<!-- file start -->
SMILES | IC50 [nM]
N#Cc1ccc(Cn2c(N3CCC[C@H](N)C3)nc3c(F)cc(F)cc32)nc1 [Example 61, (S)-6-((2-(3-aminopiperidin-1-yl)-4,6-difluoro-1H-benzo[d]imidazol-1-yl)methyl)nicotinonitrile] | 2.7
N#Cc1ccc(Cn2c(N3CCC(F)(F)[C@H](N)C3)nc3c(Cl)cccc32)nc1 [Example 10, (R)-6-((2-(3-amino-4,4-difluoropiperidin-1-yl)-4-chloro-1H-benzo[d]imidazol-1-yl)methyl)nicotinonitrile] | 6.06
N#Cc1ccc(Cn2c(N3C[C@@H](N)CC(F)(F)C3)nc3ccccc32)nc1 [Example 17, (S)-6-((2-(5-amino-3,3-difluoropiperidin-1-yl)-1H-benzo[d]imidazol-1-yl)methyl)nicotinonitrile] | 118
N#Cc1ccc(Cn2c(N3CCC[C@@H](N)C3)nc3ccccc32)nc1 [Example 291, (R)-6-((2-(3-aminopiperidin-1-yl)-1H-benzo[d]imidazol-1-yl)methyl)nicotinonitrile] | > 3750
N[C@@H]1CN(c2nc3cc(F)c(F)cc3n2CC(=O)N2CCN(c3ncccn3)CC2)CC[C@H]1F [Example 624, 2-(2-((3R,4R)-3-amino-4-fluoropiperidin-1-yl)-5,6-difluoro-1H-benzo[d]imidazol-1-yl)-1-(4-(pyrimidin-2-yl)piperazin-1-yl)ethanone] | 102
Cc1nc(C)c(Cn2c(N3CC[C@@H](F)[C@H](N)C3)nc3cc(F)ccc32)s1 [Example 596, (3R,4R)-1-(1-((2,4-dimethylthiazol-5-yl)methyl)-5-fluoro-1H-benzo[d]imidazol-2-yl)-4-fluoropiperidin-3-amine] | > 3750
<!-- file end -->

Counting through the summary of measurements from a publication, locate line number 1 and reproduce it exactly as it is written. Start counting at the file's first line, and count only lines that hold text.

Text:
SMILES | IC50 [nM]